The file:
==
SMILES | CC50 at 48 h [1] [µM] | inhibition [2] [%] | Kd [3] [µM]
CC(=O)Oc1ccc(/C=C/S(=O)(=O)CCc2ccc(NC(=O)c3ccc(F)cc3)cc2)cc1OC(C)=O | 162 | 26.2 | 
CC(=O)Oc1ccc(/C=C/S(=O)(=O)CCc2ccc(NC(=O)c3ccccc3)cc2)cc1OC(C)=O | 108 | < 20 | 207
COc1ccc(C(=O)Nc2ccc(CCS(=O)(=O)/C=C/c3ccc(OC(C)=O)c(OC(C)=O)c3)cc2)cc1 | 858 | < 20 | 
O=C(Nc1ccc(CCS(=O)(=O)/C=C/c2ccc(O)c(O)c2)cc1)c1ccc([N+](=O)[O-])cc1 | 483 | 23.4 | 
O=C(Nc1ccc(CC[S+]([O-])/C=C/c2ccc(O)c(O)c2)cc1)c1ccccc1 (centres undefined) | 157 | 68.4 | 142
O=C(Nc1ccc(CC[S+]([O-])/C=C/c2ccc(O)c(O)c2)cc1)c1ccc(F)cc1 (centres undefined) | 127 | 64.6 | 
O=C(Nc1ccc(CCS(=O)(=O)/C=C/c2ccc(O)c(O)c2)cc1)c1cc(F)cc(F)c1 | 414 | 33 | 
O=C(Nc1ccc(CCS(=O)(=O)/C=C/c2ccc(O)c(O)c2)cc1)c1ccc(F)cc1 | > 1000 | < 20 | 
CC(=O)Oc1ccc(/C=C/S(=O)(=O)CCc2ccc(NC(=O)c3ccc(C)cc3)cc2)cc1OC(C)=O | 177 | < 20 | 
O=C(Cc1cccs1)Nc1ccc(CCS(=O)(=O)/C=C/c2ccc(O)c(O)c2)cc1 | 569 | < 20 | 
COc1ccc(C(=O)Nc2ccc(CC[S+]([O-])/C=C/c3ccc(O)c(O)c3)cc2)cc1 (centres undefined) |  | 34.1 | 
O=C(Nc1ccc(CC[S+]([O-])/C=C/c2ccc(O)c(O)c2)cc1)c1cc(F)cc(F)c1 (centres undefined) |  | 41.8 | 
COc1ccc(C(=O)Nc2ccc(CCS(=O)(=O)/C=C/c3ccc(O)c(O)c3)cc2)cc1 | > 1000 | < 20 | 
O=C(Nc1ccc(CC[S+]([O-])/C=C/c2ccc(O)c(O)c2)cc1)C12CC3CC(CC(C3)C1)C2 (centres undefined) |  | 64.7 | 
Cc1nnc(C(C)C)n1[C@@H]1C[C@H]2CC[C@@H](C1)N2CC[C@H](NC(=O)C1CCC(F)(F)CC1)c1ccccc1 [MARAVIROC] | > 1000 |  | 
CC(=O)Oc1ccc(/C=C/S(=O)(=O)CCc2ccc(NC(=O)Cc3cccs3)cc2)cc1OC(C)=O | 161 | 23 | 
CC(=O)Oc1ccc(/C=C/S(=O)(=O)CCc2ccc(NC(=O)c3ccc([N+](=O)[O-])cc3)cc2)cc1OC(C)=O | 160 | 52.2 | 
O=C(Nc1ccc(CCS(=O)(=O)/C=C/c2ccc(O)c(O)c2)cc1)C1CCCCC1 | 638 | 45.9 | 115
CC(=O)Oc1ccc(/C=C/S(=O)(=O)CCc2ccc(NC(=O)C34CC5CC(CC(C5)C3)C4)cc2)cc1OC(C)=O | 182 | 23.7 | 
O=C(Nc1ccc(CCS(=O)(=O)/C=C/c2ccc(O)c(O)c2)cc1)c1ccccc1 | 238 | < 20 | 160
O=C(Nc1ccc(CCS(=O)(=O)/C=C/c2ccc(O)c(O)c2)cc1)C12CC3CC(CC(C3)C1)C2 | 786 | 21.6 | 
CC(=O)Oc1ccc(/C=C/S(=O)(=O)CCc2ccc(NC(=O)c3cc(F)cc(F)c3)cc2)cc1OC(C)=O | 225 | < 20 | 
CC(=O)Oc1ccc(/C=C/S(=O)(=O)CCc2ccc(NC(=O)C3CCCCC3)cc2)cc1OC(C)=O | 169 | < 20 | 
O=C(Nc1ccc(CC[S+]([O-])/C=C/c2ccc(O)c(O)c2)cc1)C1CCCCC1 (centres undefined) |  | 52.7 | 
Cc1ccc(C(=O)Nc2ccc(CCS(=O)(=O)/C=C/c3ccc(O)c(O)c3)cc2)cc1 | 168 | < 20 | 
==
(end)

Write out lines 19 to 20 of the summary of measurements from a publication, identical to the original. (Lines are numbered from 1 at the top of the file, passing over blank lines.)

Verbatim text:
O=C(Nc1ccc(CCS(=O)(=O)/C=C/c2ccc(O)c(O)c2)cc1)C1CCCCC1 | 638 | 45.9 | 115
CC(=O)Oc1ccc(/C=C/S(=O)(=O)CCc2ccc(NC(=O)C34CC5CC(CC(C5)C3)C4)cc2)cc1OC(C)=O | 182 | 23.7 | 